Leaders, The Strategies For Taking Charge, Strategy IV: The Deployment of Self Through Positive Self-Regard

 

There will be several posts on this topic.  It was in the top 5 of posts 4+ years ago.

Authors quotes:

“What we have found is that the higher the rank, the more interpersonal and human the undertaking.  Our top executives spent roughly 90 percent of their time with others and virtually the same percentage of their time concerned  with the messiness of people problems.  Our study of effective leaders strongly suggested that a key factor was the creative deployment of self.

The management of self is critical.  Without it, leaders may do more harm than good.  Like incompetent physicians, incompetent managers can make people sicker and less vital.  The word ‘iatrogenic’ may be useful to employ in this respect.  It refers to illnesses cause by doctors and hospitals as side effects of medical intervention.  Managers, too, can cause as well as cure problems.

This creative deployment of self makes leading, as we noted, a deeply personal business.  It’s what we’re calling, more out of convenience than precision, positive self-regard.

It may be easier to say what positive self-regard isn’t than what it is.  To begin with, it is not a crowing self-importance or egoistic self-centeredness that we have in mind.  Nor is is what’s ordinarily meant by a ‘narcissistic character.’  There was no trace of self-worship or cockiness in our leaders.

But they know their worth.  They trust themselves without letting ego or image get in the way.

Recognizing strengths and compensating for weaknesses represent the first step in achieving positive self-regard.  The leaders in our study seemed to know what they were good at from an early age.

So the first thing is the ability to recognize strengths and compensate for weaknesses.  The second element in positive self-regard is the nurturing of skills with discipline—-that is, to keep working on and developing one’s talents.

But it’s not the profit and loss or return on investment that we’re primarily referring to.  It’s the capacity to develop and improve their skills that distinguished leaders from followers. They seemed to be responsible for their own evolution and even could appropriately called ‘self-evolvers.’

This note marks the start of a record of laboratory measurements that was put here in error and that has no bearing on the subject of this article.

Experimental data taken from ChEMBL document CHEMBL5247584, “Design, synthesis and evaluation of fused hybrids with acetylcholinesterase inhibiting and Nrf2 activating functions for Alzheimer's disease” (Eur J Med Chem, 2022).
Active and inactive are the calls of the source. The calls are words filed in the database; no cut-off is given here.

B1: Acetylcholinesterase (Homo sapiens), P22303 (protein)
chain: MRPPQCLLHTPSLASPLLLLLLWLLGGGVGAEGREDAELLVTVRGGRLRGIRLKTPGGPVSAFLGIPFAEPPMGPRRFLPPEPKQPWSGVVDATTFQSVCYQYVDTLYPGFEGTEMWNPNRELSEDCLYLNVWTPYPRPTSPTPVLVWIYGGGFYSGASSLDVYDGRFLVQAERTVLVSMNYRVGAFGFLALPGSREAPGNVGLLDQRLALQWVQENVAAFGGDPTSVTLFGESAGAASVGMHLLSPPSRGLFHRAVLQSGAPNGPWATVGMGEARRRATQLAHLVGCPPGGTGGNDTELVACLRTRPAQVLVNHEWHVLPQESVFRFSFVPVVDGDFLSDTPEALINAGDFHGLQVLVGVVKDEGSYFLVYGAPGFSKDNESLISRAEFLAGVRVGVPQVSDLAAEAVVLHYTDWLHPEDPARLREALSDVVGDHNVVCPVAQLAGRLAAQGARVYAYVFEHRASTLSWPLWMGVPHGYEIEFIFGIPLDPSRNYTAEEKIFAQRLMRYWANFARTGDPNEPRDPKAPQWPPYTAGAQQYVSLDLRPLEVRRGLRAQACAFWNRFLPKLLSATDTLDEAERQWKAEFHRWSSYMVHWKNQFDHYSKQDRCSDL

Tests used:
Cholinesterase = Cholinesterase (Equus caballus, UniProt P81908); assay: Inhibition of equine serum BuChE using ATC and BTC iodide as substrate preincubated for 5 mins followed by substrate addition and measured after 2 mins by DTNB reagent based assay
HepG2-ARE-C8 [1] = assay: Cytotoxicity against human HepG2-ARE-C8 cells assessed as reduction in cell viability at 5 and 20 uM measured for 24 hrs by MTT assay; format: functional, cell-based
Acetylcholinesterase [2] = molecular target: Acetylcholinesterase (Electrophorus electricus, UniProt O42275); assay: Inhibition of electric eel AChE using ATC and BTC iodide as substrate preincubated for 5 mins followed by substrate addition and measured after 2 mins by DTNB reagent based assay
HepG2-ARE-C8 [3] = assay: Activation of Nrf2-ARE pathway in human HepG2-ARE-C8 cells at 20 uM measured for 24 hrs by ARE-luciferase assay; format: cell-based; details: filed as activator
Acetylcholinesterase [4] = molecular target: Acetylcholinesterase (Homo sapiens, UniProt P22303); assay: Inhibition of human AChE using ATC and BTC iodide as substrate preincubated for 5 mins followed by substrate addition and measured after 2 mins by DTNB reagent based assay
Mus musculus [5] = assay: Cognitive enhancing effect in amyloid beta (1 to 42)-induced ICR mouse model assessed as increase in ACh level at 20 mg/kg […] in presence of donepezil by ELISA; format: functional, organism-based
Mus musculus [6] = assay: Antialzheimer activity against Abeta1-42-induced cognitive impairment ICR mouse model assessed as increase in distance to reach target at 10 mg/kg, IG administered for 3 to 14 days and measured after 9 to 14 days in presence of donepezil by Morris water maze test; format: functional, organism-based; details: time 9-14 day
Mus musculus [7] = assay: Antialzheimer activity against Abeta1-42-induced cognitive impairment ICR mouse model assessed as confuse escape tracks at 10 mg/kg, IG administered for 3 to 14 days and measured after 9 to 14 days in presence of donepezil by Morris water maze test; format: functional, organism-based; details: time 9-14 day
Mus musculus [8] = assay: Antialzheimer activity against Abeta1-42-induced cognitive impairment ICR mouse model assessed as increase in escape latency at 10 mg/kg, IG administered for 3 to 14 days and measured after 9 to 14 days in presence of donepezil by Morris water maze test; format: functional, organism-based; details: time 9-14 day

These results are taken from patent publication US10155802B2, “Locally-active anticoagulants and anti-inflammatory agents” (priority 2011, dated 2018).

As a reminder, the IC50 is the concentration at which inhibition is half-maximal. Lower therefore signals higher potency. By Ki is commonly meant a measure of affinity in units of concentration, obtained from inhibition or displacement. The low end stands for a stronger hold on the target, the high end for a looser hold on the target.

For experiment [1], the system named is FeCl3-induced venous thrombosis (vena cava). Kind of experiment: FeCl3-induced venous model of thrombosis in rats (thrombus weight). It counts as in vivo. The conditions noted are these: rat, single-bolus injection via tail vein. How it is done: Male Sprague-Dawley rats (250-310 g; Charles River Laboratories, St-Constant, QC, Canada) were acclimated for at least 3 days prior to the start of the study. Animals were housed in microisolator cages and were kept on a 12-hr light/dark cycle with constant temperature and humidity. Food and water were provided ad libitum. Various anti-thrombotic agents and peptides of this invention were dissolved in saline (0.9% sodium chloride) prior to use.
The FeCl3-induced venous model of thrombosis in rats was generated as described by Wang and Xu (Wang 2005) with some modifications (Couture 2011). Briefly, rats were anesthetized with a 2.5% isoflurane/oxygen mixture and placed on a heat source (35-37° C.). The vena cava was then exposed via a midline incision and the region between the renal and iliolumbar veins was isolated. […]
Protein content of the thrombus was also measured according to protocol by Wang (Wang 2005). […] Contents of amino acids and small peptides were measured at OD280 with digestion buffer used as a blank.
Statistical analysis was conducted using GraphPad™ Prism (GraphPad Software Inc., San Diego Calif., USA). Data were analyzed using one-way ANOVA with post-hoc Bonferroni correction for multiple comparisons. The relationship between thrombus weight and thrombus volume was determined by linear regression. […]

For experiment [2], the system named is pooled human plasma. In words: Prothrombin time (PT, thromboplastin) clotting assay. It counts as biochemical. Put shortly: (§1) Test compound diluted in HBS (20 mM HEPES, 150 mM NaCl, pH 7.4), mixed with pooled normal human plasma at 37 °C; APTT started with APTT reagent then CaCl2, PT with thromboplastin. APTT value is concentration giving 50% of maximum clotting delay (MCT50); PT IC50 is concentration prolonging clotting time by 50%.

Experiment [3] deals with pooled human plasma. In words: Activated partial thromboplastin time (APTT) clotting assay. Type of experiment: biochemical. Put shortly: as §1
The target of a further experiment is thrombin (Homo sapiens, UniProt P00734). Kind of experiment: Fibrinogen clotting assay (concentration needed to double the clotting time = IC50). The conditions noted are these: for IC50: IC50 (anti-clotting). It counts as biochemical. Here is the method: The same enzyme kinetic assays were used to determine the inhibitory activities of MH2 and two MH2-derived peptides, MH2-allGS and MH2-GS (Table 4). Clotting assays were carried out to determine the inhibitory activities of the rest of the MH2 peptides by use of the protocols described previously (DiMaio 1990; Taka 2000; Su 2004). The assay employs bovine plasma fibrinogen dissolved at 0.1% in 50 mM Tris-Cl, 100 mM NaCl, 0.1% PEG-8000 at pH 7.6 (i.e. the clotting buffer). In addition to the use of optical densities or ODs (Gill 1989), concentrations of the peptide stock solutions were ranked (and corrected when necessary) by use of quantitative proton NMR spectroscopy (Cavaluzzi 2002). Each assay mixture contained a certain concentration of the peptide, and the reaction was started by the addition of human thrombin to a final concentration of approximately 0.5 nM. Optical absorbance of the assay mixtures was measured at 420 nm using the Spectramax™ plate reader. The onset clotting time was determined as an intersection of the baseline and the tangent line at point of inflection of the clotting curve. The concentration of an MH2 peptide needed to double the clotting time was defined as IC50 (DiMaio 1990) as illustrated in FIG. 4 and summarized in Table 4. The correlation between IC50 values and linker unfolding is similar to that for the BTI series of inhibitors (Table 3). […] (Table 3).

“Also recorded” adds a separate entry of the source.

It should also be said that while there is no substitute for achievement, leaders need not be exceptional in every way.  But limitations cannot be ignored.  A trait that begins as little more than a personal hang-up can become tragic through repetition, so effective leaders learn to compensate for their imperfections before they become perilous.  Deficiencies can actually be used to broaden the leadership base.”

Personal comments:

Take this strategy to heart, because most managers do not manage self.  To me it is quite evident if we take time to observe interaction between managers and their staffs.   The most common place for me to observe is in a restaurant.  Decision about managers positive self-regard can be decided in minutes (quality of service provided by waitstaff).

Comments by paragraph:

  1. Most managers I worked with were incapable of handling people problems correctly.  Much of it was related to the “good old boys club”.
  2. The term iatrogenic is an excellent term to apply here.  It fits my experience, unfortunately.
  3. It is a very personal business, missed by many.  Managers take advantage when they should not be.  It should be looked at as equal give-and-take with managers having the final say.  It is much easier if expectations, goals, correct job descriptions, and performance reviews are in place.

Continued next week.

Next: Leaders

The Strategies For Taking Charge

Strategy IV:

The Deployment of Self Through Positive Self-Regard, continued

Author: maxbinkley

Creator of Leadership to the Max My experience in the military helped set the career path for me in human resources. After the military I worked for The Dow Chemical Company and left there in 1993 to venture out on my own. I purchased a small business, then a franchise then started another business in semi-retirement.

Leave a Reply

Your email address will not be published. Required fields are marked *